- August 27th, 2012
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Ecco Experience Repeats Key Lessons in Good Data Use
This is the case whether selling luxury hotel stays or pairs of shoes. The difference between a blasé customer experience and a memorable one – one that actually results in a higher sales receipt – is a matter of whether the frontline staff can appreciate the customer’s history with the brand.
I witnessed this difference recently, on a visit to a local Ecco shoe store. I had come there for a pair of golf shoes, but left with a great “data-based” experience, thanks to Irina the sales associate.
My needs were straightforward – golf shoes that were comfortable while functional. And since Ecco provides both in spades, we had no problem finding a pair that suits my needs on the links.
During checkout, Irina asked if I had waterproofing spray for the shoes, because it would be a good idea to protect my investment. I told her I was pretty sure I had some at home, but apparently neither of us was convinced.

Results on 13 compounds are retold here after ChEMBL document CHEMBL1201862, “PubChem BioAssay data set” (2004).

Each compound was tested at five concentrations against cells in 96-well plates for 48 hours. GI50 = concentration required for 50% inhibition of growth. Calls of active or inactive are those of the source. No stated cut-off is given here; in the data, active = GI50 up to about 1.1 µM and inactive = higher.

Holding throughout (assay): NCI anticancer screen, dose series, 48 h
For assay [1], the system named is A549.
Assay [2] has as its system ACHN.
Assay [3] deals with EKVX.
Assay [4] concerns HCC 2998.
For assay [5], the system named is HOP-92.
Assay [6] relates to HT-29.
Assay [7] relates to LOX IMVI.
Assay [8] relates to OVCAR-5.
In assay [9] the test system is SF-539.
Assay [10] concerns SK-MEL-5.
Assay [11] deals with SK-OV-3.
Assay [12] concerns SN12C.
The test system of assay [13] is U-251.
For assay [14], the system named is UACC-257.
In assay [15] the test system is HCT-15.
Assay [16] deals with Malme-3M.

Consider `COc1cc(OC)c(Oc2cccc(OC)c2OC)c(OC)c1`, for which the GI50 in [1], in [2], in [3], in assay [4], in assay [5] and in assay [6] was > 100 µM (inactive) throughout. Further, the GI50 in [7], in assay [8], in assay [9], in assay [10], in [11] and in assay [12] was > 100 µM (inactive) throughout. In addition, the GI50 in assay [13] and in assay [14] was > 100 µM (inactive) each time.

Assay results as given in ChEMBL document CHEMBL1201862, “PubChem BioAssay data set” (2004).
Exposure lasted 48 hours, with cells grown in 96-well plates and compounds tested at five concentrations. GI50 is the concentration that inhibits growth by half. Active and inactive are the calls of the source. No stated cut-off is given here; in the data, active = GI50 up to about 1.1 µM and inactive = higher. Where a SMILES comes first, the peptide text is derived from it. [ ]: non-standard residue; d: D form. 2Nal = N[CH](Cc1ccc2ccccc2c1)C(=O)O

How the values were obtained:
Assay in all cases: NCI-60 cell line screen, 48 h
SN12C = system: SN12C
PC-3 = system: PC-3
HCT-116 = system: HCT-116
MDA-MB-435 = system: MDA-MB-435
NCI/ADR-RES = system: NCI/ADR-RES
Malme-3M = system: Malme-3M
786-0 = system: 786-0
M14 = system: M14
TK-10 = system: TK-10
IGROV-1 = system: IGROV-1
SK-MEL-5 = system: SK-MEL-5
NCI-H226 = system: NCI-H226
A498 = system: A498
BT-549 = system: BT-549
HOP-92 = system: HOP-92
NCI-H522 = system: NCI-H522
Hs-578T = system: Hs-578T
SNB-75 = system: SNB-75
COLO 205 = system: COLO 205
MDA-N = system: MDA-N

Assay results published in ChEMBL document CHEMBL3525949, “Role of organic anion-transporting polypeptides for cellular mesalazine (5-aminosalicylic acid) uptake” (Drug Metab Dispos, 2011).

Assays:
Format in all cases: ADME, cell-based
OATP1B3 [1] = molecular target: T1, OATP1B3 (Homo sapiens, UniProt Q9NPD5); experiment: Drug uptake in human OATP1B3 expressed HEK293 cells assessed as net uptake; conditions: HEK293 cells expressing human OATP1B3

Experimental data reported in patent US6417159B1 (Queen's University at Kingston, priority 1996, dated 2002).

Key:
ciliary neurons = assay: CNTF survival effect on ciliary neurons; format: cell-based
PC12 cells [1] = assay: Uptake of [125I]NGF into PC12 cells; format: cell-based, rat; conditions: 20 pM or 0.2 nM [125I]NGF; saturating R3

Recognizing the opportunity to elevate her service, Irina asked if I had shopped with Ecco before. I had, so there were no qualms about giving her my phone number when she requested it. In fact, a little voice in my head whispered, “Aha! Database,” and I was eager to see what she’d find.
After a moment Irina turned to me and said, “You have purchased the shoe cleaner and the polish, but not the waterproofing spray. You won’t have it at home, so can I add that to your purchase today if you’d like.”
Wow, she was right. So now my shoes don’t leak and I have a very upbeat association with shopping at Ecco, thanks to its philosophy of enabling its front line staff to act on its data. And as a kicker, Ecco is $14 better for the experience.
I believe that most employees would embrace the opportunity to make the customer experience better. But it is up to the employer to provide them the necessary tools to do so, and this includes the kinds of data that show the customers’ purchase patterns and preferences.
Thanks, Irina, for executing on the plan.